Map by Evelyn Phillips
Who’s in the 2012 parade?
The following entrants are participating in the 2012 Trailing of the Sheep Parade:
- Hilarie Neely and dancers from the Footlight Dance Centre carry signs to identify parade participants.
- Color guard – Boy Scout Troop 192, Ketchum.
- Peruvian Dancers and Musicians of the Wood River Valley, former sheepherders, represent the contributions of the Peruvians to sheep ranching in the West.
- Peruvian Paso Riders. The Peruvian Paso is known for its smooth ride. This breed is protected by the Peruvian government and has been declared a Cultural Heritage of the Nation by the National Institute of Culture.
- Alan Laudert/Lucero Sheep Camp pulled by Lawrence Edwards team.
- Girl Scouts of the Silver Sage become a flock of sheep for the Trailing of the Sheep celebration.
- The Oinkari Basque Dancers and musicians of Boise honor the contributions of the Basque people to the sheep industry and Idaho. The children accompanying the dancers and musicians are members of local Basque families.
- Kim and Kathy Vader’s Idaho Sheep Camp sheep camp pulled by Laura Sluder and Blue Sage Farm Team.
- The Polish Highlanders of North America present the folk music and dance of their families, shepherds from the Tatra Mountains of southern Poland. Now living in Chicago, the group keeps its distinct identity and traditions to pass on to its children.
- Max Keller from McKammon, Idaho, with his sheep wagon and team Doilie and Fred. Following the sheep wagon is Bert, a 12-year-old pack mule that helps Max and his friends on camping and hunting trips.
- Boise Highlanders bagpipers, drummers and dancers honor the Scottish families that were among the first to run sheep in Idaho.
- Darby Northcott and her pet sheep help lead the sheep with the Peavey family.
- Father Ken Brannon, rector of St. Thomas Episcopal Church, blesses the sheep.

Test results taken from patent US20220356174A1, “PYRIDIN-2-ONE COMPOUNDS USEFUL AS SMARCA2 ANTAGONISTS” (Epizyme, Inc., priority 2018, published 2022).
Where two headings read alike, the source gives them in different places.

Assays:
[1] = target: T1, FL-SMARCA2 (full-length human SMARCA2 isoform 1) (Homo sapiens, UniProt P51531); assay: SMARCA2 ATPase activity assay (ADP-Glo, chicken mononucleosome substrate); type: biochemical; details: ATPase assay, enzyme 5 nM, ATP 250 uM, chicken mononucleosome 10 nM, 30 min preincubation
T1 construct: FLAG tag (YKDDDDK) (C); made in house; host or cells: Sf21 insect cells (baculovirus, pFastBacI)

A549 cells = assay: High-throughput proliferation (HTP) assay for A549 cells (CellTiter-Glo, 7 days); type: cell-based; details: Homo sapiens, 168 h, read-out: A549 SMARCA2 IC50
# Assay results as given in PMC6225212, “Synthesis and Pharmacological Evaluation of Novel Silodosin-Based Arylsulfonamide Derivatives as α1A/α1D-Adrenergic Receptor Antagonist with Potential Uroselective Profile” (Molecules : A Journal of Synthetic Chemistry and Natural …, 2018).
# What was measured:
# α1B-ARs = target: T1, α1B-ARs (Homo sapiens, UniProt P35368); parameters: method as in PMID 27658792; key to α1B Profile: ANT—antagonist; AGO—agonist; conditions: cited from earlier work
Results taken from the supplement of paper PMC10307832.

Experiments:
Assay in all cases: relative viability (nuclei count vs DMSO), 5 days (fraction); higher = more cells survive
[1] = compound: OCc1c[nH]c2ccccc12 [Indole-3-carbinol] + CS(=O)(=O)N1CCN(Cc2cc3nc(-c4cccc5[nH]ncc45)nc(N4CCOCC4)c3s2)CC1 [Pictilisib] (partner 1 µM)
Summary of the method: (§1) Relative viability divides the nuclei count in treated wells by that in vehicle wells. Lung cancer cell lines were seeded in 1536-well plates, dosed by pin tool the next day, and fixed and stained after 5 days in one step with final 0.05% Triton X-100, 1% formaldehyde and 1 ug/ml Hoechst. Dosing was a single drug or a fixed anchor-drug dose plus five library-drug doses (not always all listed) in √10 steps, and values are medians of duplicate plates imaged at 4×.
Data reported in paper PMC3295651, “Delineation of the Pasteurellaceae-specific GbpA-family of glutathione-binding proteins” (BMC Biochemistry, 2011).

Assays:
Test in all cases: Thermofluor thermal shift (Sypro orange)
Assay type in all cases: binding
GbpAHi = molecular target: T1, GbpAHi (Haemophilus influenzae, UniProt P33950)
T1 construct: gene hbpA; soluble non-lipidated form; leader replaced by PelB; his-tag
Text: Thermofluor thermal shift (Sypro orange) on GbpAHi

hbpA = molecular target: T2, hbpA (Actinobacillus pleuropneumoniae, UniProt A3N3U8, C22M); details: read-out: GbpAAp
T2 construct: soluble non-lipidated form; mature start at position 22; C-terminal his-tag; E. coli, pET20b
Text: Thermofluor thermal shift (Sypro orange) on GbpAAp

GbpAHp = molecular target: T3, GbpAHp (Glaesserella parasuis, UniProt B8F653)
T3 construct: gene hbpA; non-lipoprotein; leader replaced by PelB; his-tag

- The sheep! A band of 1,500 sheep from Flat Top Sheep Co.
Those wishing to test their herding skills may walk behind the sheep after they pass and with the herders move them down the valley toward their afternoon resting place several miles south of town.
The sheep and Flat Top Sheep Co.
The band of sheep belongs to the Peavey family, which operates Flat Top Sheep Co.
The sheep ranch was started in the 1920s by John’s grandfather, John Thomas, who was a U.S. senator. John’s father, Art Peavey, was an attorney and also operated the ranch. Today, John, his son Tom with grandsons Cory and Jake (five generations of family), work together at Flat Top.
John was an Idaho state senator for 21 years and loves his life of ranching. He and his wife, Diane, started the Trailing of the Sheep Festival in 1996 in response to a growing community of newcomers wondering about the sheep trailing through the valley each spring and fall.
Diane is also an author and public speaker, and was an essayist for 18 years on Idaho Public Radio sharing stories of the land, its people and its history. These are collected in her book “Bitterbrush Country: Living on the Edge of the Land.”
The mix of wary animals and curious spectators is always an adventure. Help make the experience fun and successful by following important parade etiquette:
- No dogs are allowed at the parade for the sake of the sheep and the safety of spectators. Please leave your dog at home or in the car.
- Don’t jump into the middle of the sheep—even for that perfect photograph. It will frighten the sheep.
- Don’t walk through the sheep. Stay behind them.
- Do look for a volunteer or Peavey family member if you spot a problem.
- Always follow the advice and instructions of volunteers and parade officials. They are there for your safety and the safety of the sheep.
- Do bring children but keep them with you at all times.
- Do take pictures but only from the side of the parade route. Stay on the sidewalks.
- If you want to join in the walk, join in at the end.